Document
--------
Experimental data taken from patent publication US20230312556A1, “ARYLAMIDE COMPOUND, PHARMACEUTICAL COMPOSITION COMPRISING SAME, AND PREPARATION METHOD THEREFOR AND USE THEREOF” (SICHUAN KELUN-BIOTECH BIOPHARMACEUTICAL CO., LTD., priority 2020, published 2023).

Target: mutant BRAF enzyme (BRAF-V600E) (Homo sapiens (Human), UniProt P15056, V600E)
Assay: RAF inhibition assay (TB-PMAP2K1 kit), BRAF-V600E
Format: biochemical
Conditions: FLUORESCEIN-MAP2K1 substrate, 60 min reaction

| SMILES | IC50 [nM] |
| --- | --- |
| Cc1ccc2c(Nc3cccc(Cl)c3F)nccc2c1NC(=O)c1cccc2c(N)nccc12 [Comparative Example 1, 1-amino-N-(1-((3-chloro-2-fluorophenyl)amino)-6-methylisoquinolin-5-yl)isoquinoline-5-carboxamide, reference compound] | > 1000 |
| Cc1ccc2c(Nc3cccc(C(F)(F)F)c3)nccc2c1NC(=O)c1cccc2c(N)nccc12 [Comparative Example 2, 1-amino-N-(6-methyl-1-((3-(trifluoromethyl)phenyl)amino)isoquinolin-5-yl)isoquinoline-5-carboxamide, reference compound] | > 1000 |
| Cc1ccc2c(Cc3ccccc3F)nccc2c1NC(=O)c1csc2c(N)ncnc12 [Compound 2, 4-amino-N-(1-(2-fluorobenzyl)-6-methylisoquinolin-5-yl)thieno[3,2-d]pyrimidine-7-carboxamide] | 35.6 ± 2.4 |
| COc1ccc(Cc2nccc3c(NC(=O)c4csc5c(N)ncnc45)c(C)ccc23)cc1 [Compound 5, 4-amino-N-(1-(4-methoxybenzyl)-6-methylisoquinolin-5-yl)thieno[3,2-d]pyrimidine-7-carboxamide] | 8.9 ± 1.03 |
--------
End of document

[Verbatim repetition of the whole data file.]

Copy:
Experimental data taken from patent publication US20230312556A1, “ARYLAMIDE COMPOUND, PHARMACEUTICAL COMPOSITION COMPRISING SAME, AND PREPARATION METHOD THEREFOR AND USE THEREOF” (SICHUAN KELUN-BIOTECH BIOPHARMACEUTICAL CO., LTD., priority 2020, published 2023).

Target: mutant BRAF enzyme (BRAF-V600E) (Homo sapiens (Human), UniProt P15056, V600E)
Assay: RAF inhibition assay (TB-PMAP2K1 kit), BRAF-V600E
Format: biochemical
Conditions: FLUORESCEIN-MAP2K1 substrate, 60 min reaction

| SMILES | IC50 [nM] |
| --- | --- |
| Cc1ccc2c(Nc3cccc(Cl)c3F)nccc2c1NC(=O)c1cccc2c(N)nccc12 [Comparative Example 1, 1-amino-N-(1-((3-chloro-2-fluorophenyl)amino)-6-methylisoquinolin-5-yl)isoquinoline-5-carboxamide, reference compound] | > 1000 |
| Cc1ccc2c(Nc3cccc(C(F)(F)F)c3)nccc2c1NC(=O)c1cccc2c(N)nccc12 [Comparative Example 2, 1-amino-N-(6-methyl-1-((3-(trifluoromethyl)phenyl)amino)isoquinolin-5-yl)isoquinoline-5-carboxamide, reference compound] | > 1000 |
| Cc1ccc2c(Cc3ccccc3F)nccc2c1NC(=O)c1csc2c(N)ncnc12 [Compound 2, 4-amino-N-(1-(2-fluorobenzyl)-6-methylisoquinolin-5-yl)thieno[3,2-d]pyrimidine-7-carboxamide] | 35.6 ± 2.4 |
| COc1ccc(Cc2nccc3c(NC(=O)c4csc5c(N)ncnc45)c(C)ccc23)cc1 [Compound 5, 4-amino-N-(1-(4-methoxybenzyl)-6-methylisoquinolin-5-yl)thieno[3,2-d]pyrimidine-7-carboxamide] | 8.9 ± 1.03 |